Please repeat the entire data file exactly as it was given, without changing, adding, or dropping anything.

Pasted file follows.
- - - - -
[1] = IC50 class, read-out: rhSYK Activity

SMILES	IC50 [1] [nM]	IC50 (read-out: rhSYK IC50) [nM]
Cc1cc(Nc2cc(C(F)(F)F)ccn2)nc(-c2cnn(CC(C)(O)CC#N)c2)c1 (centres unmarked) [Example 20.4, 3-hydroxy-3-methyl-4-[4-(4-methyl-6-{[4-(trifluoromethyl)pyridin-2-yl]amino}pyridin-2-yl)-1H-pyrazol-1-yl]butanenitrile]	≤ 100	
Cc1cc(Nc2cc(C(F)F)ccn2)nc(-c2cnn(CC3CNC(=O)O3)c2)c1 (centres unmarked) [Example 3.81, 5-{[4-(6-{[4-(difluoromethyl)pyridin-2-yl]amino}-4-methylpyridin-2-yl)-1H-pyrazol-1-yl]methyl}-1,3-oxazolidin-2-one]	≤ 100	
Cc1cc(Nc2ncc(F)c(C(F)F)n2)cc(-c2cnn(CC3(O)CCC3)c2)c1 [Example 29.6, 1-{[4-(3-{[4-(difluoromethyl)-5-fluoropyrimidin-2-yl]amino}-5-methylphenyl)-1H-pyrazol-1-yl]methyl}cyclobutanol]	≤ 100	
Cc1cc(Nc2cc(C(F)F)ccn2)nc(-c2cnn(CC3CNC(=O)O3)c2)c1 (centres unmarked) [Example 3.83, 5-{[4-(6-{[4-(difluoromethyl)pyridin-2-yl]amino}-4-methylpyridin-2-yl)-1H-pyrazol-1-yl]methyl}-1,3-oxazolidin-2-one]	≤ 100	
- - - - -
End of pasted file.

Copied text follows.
[1] = IC50 class, read-out: rhSYK Activity

SMILES	IC50 [1] [nM]	IC50 (read-out: rhSYK IC50) [nM]
Cc1cc(Nc2cc(C(F)(F)F)ccn2)nc(-c2cnn(CC(C)(O)CC#N)c2)c1 (centres unmarked) [Example 20.4, 3-hydroxy-3-methyl-4-[4-(4-methyl-6-{[4-(trifluoromethyl)pyridin-2-yl]amino}pyridin-2-yl)-1H-pyrazol-1-yl]butanenitrile]	≤ 100	
Cc1cc(Nc2cc(C(F)F)ccn2)nc(-c2cnn(CC3CNC(=O)O3)c2)c1 (centres unmarked) [Example 3.81, 5-{[4-(6-{[4-(difluoromethyl)pyridin-2-yl]amino}-4-methylpyridin-2-yl)-1H-pyrazol-1-yl]methyl}-1,3-oxazolidin-2-one]	≤ 100	
Cc1cc(Nc2ncc(F)c(C(F)F)n2)cc(-c2cnn(CC3(O)CCC3)c2)c1 [Example 29.6, 1-{[4-(3-{[4-(difluoromethyl)-5-fluoropyrimidin-2-yl]amino}-5-methylphenyl)-1H-pyrazol-1-yl]methyl}cyclobutanol]	≤ 100	
Cc1cc(Nc2cc(C(F)F)ccn2)nc(-c2cnn(CC3CNC(=O)O3)c2)c1 (centres unmarked) [Example 3.83, 5-{[4-(6-{[4-(difluoromethyl)pyridin-2-yl]amino}-4-methylpyridin-2-yl)-1H-pyrazol-1-yl]methyl}-1,3-oxazolidin-2-one]	≤ 100	